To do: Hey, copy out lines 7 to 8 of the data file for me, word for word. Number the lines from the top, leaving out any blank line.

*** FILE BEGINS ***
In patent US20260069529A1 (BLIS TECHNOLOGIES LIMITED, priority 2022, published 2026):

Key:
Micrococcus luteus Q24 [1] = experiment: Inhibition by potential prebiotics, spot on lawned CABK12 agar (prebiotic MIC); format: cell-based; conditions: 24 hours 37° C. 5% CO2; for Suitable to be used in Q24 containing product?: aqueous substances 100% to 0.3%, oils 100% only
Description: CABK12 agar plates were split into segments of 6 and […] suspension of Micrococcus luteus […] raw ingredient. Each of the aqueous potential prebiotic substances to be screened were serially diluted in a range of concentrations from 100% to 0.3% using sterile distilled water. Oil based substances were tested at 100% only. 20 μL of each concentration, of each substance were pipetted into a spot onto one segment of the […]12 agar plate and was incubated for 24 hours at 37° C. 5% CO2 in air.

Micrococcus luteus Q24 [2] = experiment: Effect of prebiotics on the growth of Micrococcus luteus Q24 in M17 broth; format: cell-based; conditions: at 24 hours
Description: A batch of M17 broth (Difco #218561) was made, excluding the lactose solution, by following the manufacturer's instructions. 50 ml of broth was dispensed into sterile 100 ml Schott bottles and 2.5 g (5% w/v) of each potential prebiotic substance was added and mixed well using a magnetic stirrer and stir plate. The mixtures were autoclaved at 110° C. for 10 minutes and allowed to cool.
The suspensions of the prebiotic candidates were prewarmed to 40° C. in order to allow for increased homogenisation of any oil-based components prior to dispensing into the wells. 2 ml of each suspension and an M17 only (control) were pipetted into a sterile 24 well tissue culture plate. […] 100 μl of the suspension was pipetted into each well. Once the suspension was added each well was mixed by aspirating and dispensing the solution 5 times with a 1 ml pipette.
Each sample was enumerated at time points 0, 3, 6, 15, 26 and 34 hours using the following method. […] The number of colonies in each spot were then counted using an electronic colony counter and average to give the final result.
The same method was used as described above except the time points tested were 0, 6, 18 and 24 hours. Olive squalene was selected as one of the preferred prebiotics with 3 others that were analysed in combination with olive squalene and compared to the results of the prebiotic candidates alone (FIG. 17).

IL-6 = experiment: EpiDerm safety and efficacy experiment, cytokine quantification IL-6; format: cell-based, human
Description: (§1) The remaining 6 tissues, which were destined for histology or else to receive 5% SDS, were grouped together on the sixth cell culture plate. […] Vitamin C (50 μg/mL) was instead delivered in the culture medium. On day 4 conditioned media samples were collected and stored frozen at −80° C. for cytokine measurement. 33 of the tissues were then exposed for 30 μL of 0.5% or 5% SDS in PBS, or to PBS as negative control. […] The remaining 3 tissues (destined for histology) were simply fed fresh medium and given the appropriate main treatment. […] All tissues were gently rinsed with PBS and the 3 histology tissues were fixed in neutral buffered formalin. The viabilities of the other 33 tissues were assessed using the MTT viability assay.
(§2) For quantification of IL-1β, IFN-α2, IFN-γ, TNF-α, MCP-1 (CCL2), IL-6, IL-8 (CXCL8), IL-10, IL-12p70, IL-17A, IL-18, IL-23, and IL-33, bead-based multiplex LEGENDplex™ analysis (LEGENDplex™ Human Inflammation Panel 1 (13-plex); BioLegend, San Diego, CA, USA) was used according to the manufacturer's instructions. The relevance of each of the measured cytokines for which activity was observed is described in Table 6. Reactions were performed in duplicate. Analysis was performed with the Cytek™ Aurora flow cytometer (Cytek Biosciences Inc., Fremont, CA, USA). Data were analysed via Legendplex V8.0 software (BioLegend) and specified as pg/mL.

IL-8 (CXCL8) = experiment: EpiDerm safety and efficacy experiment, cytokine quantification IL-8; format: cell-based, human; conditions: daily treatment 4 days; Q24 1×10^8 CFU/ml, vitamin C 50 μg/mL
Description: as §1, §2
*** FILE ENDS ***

The suspensions of the prebiotic candidates were prewarmed to 40° C. in order to allow for increased homogenisation of any oil-based components prior to dispensing into the wells. 2 ml of each suspension and an M17 only (control) were pipetted into a sterile 24 well tissue culture plate. […] 100 μl of the suspension was pipetted into each well. Once the suspension was added each well was mixed by aspirating and dispensing the solution 5 times with a 1 ml pipette.
Each sample was enumerated at time points 0, 3, 6, 15, 26 and 34 hours using the following method. […] The number of colonies in each spot were then counted using an electronic colony counter and average to give the final result.